An On-the-Go Convo with Jonathan Goldsmith (The Most Interesting Man in the World)
  Conversations    June 22, 2017     Eric Larkin


It’s difficult to get a man of action to sit down and talk about himself. He’d just rather be doing other things. So, relying on best-guesses from his publicist, I had to chase after Jonathan Goldsmith (The Most Interesting Man in the World) to get even this short interview. Lucky for you, he’s in-store 6/23, this Friday, to talk about his brand new book Stay Interesting – so you won’t have to work as hard as I did to meet the man himself. Here’s our short intro I nearly died to get for YOU, and yes – it feels like an accomplishment. You’re welcome [collapses]



I find myself with a parachute at the open doorway of a DC-29 at 12,000 feet. My bowels have given me an ultimatum (“Sit down or we let go”), but I have no choice. Goldsmith lit his cigar and jumped about 10 seconds ago, and if I want to talk to him, I have to follow. Now.

I catch up to him with a laser-like freefall (mostly because I couldn’t find my parachute pull cord, mostly because my eyes were closed, with tears), and shout my questions into his ear.


Eric Larkin – I watched a short interview you did with Salon, and when asked what advice you have for young people, the first thing you said was “Read books” (followed by go out and see the world, challenge yourself, etc.). What books inspired and challenged you growing up, and what are you reading these days?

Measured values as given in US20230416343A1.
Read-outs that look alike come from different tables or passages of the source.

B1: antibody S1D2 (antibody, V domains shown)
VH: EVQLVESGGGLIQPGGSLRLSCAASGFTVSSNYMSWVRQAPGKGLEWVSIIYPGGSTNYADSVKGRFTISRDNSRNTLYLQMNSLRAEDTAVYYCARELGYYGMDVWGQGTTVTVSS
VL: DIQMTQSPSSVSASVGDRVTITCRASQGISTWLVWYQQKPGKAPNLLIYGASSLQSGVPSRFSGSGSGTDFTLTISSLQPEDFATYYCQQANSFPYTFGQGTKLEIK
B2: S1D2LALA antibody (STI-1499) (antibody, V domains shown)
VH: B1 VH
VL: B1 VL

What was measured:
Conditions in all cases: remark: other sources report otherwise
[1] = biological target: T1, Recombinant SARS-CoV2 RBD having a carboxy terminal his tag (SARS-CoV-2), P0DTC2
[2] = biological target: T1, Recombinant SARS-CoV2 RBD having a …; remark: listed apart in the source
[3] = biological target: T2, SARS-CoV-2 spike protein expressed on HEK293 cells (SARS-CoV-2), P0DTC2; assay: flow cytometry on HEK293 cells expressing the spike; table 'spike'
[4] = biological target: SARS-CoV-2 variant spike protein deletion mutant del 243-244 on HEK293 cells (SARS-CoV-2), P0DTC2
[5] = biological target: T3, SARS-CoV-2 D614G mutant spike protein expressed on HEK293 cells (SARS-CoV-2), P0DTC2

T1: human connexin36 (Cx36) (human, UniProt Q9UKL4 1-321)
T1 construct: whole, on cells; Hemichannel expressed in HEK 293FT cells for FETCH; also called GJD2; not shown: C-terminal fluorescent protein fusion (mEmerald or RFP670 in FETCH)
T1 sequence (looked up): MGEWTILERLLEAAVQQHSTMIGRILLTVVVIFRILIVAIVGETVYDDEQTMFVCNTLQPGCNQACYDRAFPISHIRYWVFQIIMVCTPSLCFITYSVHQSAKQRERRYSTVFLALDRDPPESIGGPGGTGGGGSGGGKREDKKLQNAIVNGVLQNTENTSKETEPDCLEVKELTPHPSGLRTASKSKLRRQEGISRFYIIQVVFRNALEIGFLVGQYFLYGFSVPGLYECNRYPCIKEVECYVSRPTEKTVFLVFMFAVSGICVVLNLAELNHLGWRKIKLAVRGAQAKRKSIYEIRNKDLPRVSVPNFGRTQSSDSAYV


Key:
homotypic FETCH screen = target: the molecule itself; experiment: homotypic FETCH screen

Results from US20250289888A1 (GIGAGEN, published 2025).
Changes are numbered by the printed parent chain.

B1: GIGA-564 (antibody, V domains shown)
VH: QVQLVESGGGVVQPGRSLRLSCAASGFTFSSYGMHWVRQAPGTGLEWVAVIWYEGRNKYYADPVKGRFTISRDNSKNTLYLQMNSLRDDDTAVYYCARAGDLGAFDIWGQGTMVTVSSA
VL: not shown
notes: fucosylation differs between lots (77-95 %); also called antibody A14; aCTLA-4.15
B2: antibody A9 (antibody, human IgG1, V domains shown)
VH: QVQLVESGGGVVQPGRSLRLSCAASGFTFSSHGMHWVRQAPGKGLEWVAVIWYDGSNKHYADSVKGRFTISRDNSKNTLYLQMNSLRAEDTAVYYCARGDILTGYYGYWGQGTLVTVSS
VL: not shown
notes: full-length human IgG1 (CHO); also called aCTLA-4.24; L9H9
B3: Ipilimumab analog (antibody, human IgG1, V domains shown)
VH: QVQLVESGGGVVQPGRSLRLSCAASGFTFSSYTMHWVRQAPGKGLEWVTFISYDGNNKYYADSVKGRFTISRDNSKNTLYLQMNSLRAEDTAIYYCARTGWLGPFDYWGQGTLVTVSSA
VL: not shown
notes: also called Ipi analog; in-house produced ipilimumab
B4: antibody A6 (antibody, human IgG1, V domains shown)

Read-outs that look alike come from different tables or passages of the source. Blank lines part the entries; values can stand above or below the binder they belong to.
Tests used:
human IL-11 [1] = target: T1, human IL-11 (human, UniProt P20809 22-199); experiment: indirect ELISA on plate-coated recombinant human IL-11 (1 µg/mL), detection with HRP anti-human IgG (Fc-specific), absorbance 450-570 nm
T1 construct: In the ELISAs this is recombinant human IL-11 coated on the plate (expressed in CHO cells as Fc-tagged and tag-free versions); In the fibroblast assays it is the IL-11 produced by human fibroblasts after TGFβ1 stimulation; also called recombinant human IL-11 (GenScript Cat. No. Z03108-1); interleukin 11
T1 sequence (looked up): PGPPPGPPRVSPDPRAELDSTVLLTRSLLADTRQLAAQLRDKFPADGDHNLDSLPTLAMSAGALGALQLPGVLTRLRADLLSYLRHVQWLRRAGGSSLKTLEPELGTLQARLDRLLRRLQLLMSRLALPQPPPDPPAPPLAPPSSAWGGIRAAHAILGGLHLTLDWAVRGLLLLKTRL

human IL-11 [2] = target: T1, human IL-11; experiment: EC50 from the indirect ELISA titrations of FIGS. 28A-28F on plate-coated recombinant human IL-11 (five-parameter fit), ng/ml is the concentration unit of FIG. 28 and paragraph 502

Jonathan Goldsmith (The Most Interesting Man in the World) – I thoroughly enjoyed books about nature and adventure growing up. Particularly Treasure Island (Robert Louis Stevenson), Gulliver’s Travels (Jonathan Swift), and Stuart Little (E. B. White). Nowadays, I am reading books like Guantanamo Diary (Mohamedou Ould Slahi), Man’s Unconquerable Mind (Gilbert Highet), and The Stranger (Albert Camus).


Somehow, Goldsmith lands in the back of a moving Humvee, driven by Michelle Yeoh. He’s gone before I can untangle my quivering, wet legs from my parachute.


Told he’s 50 meters down, exploring a wrecked submarine, I hastily don some gear and scuba down after him. Next thing I know, I’m surrounded by Great Whites, and I think “Who’s going to maintain the blog when I’m dead?” Suddenly, Goldsmith pops out of a jagged hole in the side of the sub. The sharks swim up to him for a belly-rub, then take off. He laughs at me, shows me how to use the talky-thing on my mask, and tells me to go ahead with the interview.


EL – I grew up watching TV during the time you were working a lot, but not yet famous, way before Dos Equis. It’s crazy to think I must have seen you a million times: Magnum, A-Team, Knight Rider, Adam-12 and so on. But even with all that work, there is no stability in a Hollywood career. It takes a special kind of strength to persist with such uncertainty, doesn’t it? How did you keep going?

JG (TMIMITW) – I knew what I wanted and just stayed the course. My father taught me to never give up on what I want. An active life is filled with a lot of “ifs,” “almosts,” and rejection. You need to have an inner strength and confidence, and I believe that comes from knowing what you want and constantly telling yourself that you will not let other people tell you what your worth is.